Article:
Introduction to Electrodynamics
This well-known undergraduate electrodynamics textbook is now available in a more affordable printing from Cambridge University Press. The Fourth Edition provides a rigorous, yet clear and accessible treatment of the fundamentals of electromagnetic theory and offers a sound platform for explorations of related applications (AC circuits, antennas, transmission lines, plasmas, optics and more). Written keeping in mind the conceptual hurdles typically faced by undergraduate students, this textbook illustrates the theoretical steps with well-chosen examples and careful illustrations. It balances text and equations, allowing the physics to shine through without compromising the rigour of the math, and includes numerous problems, varying from straightforward to elaborate, so that students can be assigned some problems to build their confidence and others to stretch their minds. A Solutions Manual is available to instructors teaching from the book; access can be requested from the resources section at www.cambridge.org/electrodynamics.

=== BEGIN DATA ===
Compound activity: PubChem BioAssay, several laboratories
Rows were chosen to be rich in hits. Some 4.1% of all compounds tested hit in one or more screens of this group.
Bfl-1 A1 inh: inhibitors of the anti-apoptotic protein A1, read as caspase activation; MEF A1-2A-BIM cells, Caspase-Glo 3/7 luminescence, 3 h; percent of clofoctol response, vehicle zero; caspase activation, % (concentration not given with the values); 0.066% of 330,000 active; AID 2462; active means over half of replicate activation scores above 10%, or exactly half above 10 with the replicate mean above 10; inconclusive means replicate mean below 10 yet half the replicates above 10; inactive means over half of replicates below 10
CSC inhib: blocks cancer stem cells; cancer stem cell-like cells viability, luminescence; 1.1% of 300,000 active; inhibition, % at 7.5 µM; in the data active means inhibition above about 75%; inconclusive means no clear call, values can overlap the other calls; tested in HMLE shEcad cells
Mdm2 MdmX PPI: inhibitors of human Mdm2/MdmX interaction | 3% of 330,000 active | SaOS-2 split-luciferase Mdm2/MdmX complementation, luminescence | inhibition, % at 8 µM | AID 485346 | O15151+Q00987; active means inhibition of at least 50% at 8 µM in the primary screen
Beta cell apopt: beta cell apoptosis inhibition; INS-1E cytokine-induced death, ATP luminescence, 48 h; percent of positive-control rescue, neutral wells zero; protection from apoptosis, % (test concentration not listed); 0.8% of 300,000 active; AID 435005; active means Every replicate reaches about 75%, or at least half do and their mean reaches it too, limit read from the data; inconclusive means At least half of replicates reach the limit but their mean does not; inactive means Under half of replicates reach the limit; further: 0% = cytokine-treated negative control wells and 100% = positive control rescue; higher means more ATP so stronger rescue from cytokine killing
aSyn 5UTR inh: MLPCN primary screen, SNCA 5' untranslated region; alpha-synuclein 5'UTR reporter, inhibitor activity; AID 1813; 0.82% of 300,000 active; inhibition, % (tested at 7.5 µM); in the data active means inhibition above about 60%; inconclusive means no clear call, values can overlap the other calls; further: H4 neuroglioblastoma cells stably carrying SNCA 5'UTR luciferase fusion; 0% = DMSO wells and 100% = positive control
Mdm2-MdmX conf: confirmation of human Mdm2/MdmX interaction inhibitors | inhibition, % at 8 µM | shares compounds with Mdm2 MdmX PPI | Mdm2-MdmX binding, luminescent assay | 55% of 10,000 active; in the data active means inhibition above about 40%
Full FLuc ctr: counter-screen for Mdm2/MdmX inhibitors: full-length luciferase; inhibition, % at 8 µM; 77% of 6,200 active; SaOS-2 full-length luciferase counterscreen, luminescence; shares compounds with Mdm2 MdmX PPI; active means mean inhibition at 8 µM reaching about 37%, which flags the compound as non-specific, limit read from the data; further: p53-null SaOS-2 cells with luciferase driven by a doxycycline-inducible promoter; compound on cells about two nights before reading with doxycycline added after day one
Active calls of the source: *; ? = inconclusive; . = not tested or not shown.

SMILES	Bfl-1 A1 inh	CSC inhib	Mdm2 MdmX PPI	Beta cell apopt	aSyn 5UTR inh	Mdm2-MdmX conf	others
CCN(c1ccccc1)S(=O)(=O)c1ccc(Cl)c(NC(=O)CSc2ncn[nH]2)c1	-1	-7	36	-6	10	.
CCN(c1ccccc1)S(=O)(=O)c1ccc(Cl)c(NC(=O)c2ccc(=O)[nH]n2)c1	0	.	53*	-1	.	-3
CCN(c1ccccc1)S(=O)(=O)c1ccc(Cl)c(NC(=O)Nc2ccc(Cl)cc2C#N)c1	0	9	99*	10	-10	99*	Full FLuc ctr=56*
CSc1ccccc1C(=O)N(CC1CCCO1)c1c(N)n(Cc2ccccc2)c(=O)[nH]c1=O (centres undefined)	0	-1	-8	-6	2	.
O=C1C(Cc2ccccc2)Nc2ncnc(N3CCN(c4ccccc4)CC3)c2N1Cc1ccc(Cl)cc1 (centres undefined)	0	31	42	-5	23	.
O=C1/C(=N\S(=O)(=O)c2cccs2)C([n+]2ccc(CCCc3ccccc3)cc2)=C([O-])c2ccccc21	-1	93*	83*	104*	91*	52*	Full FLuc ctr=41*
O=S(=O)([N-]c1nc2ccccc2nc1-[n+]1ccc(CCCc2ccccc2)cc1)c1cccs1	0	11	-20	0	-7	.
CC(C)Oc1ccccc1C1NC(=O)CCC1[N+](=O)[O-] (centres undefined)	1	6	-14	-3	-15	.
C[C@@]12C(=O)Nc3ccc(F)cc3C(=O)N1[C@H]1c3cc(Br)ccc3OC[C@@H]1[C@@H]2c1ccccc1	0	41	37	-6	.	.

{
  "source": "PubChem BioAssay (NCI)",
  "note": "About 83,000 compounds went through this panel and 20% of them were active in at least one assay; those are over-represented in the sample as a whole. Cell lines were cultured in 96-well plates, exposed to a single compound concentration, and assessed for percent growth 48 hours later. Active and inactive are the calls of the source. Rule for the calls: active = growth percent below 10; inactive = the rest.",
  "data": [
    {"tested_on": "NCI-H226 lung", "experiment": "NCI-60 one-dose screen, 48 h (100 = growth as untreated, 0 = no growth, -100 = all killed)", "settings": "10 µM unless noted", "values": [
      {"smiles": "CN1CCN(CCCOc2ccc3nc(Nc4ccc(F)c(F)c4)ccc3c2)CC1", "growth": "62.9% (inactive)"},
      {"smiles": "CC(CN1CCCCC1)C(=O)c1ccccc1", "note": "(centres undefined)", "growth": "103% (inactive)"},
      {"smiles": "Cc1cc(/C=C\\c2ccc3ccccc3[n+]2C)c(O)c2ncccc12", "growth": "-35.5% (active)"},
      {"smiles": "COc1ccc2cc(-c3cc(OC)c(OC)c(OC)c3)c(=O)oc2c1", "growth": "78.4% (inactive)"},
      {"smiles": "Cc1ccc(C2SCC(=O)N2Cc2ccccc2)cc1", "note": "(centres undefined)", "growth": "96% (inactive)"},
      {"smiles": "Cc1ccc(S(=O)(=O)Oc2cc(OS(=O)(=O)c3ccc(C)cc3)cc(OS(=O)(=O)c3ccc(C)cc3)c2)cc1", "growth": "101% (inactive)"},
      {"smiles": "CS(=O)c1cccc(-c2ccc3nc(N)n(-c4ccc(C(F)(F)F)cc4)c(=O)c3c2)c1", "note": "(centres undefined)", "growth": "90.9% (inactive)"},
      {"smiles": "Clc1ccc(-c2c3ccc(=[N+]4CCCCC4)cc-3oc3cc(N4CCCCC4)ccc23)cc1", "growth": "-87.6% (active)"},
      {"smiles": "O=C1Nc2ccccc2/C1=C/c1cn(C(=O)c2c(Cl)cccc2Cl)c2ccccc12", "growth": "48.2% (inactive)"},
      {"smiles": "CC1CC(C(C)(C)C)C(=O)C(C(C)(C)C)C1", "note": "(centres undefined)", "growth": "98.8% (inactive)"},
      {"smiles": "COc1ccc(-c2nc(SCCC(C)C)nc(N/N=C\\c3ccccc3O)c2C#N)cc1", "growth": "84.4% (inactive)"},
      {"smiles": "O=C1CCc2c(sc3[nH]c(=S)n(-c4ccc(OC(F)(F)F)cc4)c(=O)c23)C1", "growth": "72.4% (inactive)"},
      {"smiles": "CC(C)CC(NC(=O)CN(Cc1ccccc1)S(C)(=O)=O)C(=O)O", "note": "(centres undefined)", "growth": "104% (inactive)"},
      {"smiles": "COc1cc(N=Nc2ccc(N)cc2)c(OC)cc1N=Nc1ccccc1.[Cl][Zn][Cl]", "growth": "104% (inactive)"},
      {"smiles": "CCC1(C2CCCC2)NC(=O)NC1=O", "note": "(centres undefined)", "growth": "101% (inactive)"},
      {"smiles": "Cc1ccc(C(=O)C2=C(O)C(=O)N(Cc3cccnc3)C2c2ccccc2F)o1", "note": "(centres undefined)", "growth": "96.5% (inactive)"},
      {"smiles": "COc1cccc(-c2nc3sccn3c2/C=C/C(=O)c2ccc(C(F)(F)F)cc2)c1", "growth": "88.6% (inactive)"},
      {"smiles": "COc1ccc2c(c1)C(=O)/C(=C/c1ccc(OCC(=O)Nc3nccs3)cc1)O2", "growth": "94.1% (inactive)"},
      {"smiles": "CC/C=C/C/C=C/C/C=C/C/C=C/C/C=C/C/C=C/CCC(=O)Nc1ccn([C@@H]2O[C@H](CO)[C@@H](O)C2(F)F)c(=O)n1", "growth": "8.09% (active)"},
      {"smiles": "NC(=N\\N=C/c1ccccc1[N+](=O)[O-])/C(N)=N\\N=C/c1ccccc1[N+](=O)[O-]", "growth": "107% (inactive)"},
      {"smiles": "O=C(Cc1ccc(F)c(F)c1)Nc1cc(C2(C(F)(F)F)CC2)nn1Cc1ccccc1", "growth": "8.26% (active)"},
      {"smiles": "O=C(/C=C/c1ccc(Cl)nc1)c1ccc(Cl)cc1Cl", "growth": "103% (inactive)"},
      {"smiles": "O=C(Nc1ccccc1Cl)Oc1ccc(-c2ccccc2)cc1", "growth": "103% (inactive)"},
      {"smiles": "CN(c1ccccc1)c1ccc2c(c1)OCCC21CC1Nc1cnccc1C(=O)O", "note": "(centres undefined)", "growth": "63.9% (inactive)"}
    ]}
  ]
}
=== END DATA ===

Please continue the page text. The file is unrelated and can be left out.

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Ampère's law angular answer assume atom axis Biot–Savart law bound charge boundary conditions calculate capacitor charge density charge distribution charge q components conductor configuration constant coordinates Coulomb Coulomb's law curl cylinder derivative direction displacement distance divergence divergence theorem electric and magnetic electric field electrodynamics electromagnetic electron electrostatic energy Example field inside FIGURE Find the electric Find the potential flux formula free charge frequency function Gauss's law Gauss’s law gradient infinite infinity Laplace's equation line integral linear dielectric Lorentz force law magnetic dipole magnetic field magnetic force magnetostatics Maxwell’s equations momentum motion moving origin particle perpendicular Phys point charge polarization Poynting vector Prob Problem radiation region relativistic scalar Sect Show shown in Fig ſº solenoid Solution speed spherical steady current Suppose surface charge theorem total charge unit vector potential velocity volume wave wire zero